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Kcnj9  -  potassium inwardly-rectifying channel,...

Mus musculus

Synonyms: 1700085N21Rik, G protein-activated inward rectifier potassium channel 3, GIRK-3, Girk3, Inward rectifier K(+) channel Kir3.3, ...
 
 
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Psychiatry related information on Kcnj9

 

High impact information on Kcnj9

 

Biological context of Kcnj9

 

Anatomical context of Kcnj9

  • G-protein-gated potassium channels containing Kir3.2 and Kir3.3 subunits mediate the acute inhibitory effects of opioids on locus ceruleus neurons [5].
  • Coexpression of GIRK2wv with GIRK1, GIRK2, or GIRK3 in Xenopus oocytes along with expression of subunit combinations linked as dimers and tetramers was used to investigate the effects of the pore mutation on channel selectivity and gating as a function of relative subunit position and number within a heterotetrameric complex [6].
 

Associations of Kcnj9 with chemical compounds

 

Other interactions of Kcnj9

  • In general, GIRK1 showed the least fluctuation in its levels of expression during development, while dynamic changes were found with the levels of GIRK2 and GIRK3 transcripts [8].
  • Hot-plate paw-lick latencies for wild-type, Kir3.2 knockout, Kir3.3 knockout, and Kir3.4 knockout mice were measured at 52 degrees C and 55 degrees C, following the s.c. injection of either saline or 10 mg/kg morphine [9].
  • We conclude that G protein-gated potassium channels containing Kir3.2 and/or Kir3.3 play a significant role in responses to moderate thermal stimuli [9].
  • On the other hand, mbGIRK2 and mbGIRK3 are more similar to GIRK1 (60%) than to ROMK1 and IRK1 (50%) [10].

References

  1. Decreased cocaine self-administration in Kir3 potassium channel subunit knockout mice. Morgan, A.D., Carroll, M.E., Loth, A.K., Stoffel, M., Wickman, K. Neuropsychopharmacology (2003) [Pubmed]
  2. Evidence that neuronal G-protein-gated inwardly rectifying K+ channels are activated by G beta gamma subunits and function as heteromultimers. Kofuji, P., Davidson, N., Lester, H.A. Proc. Natl. Acad. Sci. U.S.A. (1995) [Pubmed]
  3. Axonal sorting of Kir3.3 defines a GABA-containing neuron in the CA3 region of rodent hippocampus. Grosse, G., Eulitz, D., Thiele, T., Pahner, I., Schröter, S., Takamori, S., Grosse, J., Wickman, K., Tapp, R., Veh, R.W., Ottersen, O.P., Ahnert-Hilger, G. Mol. Cell. Neurosci. (2003) [Pubmed]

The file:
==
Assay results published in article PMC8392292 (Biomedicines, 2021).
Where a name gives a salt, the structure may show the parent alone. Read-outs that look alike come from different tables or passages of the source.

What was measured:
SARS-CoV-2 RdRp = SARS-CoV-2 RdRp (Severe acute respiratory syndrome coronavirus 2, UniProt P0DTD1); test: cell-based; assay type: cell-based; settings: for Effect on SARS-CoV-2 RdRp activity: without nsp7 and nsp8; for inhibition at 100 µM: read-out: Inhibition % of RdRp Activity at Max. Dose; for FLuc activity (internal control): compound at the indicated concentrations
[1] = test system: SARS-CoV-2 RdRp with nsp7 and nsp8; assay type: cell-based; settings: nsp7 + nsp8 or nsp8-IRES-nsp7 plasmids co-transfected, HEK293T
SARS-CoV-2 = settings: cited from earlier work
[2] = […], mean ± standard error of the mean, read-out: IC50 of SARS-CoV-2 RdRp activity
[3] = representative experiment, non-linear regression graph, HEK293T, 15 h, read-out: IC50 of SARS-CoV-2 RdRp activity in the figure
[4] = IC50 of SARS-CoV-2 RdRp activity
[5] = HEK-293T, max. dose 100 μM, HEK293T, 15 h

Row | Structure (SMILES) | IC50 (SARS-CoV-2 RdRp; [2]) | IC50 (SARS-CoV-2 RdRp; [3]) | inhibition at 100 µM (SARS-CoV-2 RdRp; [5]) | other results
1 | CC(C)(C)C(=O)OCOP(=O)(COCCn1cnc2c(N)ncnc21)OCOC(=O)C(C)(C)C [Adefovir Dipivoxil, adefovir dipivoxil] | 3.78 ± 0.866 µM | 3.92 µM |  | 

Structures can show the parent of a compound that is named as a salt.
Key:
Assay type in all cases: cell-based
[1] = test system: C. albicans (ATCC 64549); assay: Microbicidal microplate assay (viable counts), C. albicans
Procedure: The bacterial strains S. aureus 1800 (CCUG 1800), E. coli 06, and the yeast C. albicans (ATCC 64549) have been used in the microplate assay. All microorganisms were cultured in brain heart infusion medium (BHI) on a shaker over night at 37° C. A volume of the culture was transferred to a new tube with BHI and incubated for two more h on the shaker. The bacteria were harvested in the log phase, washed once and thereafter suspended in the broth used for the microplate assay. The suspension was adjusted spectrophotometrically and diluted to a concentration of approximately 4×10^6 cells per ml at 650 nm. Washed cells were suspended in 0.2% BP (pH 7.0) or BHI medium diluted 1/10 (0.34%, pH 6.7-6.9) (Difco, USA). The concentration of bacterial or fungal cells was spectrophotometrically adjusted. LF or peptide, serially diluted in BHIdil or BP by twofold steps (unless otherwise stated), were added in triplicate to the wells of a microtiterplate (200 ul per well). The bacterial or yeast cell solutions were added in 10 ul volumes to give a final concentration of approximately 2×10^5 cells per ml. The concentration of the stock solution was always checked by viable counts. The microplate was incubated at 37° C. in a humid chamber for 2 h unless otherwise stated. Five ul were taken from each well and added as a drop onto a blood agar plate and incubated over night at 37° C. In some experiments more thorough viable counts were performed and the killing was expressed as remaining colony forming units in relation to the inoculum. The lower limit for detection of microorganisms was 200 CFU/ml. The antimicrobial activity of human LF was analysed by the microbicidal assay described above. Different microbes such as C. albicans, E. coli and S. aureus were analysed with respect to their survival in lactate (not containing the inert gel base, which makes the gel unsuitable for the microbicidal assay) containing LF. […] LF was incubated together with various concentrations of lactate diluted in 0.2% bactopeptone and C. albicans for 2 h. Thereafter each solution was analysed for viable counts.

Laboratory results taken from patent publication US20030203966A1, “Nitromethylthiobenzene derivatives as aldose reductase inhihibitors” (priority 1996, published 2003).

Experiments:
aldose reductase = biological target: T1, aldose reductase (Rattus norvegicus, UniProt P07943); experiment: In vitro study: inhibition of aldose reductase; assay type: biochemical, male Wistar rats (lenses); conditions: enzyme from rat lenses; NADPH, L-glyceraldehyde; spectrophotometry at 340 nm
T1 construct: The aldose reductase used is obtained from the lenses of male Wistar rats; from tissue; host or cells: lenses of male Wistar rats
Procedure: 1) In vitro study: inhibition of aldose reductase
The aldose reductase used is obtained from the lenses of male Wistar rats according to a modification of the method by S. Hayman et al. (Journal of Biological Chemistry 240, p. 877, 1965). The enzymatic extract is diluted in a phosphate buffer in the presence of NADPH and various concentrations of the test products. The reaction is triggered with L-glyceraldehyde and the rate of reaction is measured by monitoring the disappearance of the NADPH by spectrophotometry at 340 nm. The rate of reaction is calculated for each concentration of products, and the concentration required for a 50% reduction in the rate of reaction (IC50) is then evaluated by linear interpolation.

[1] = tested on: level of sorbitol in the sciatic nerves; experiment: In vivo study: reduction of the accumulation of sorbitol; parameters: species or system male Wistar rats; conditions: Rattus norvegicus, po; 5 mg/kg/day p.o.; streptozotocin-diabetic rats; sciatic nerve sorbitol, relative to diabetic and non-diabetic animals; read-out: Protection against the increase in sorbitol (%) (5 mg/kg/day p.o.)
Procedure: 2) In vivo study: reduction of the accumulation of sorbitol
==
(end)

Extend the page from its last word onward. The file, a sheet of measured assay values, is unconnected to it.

4. Structural characterization of the mouse Girk genes. Wickman, K., Pu, W.T., Clapham, D.E. Gene (2002) [Pubmed]
  5. G-protein-gated potassium channels containing Kir3.2 and Kir3.3 subunits mediate the acute inhibitory effects of opioids on locus ceruleus neurons. Torrecilla, M., Marker, C.L., Cintora, S.C., Stoffel, M., Williams, J.T., Wickman, K. J. Neurosci. (2002) [Pubmed]
  6. The inwardly rectifying K(+) channel subunit GIRK1 rescues the GIRK2 weaver phenotype. Hou, P., Yan, S., Tang, W., Nelson, D.J. J. Neurosci. (1999) [Pubmed]
  7. Quantitative trait locus and computational mapping identifies Kcnj9 (GIRK3) as a candidate gene affecting analgesia from multiple drug classes. Smith, S.B., Marker, C.L., Perry, C., Liao, G., Sotocinal, S.G., Austin, J.S., Melmed, K., Clark, J.D., Peltz, G., Wickman, K., Mogil, J.S. Pharmacogenet. Genomics (2008) [Pubmed]
  8. Developmental expression of the GIRK family of inward rectifying potassium channels: implications for abnormalities in the weaver mutant mouse. Chen, S.C., Ehrhard, P., Goldowitz, D., Smeyne, R.J. Brain Res. (1997) [Pubmed]
  9. Hyperalgesia and blunted morphine analgesia in G protein-gated potassium channel subunit knockout mice. Marker, C.L., Cintora, S.C., Roman, M.I., Stoffel, M., Wickman, K. Neuroreport (2002) [Pubmed]
  10. Cloning provides evidence for a family of inward rectifier and G-protein coupled K+ channels in the brain. Lesage, F., Duprat, F., Fink, M., Guillemare, E., Coppola, T., Lazdunski, M., Hugnot, J.P. FEBS Lett. (1994) [Pubmed]
 
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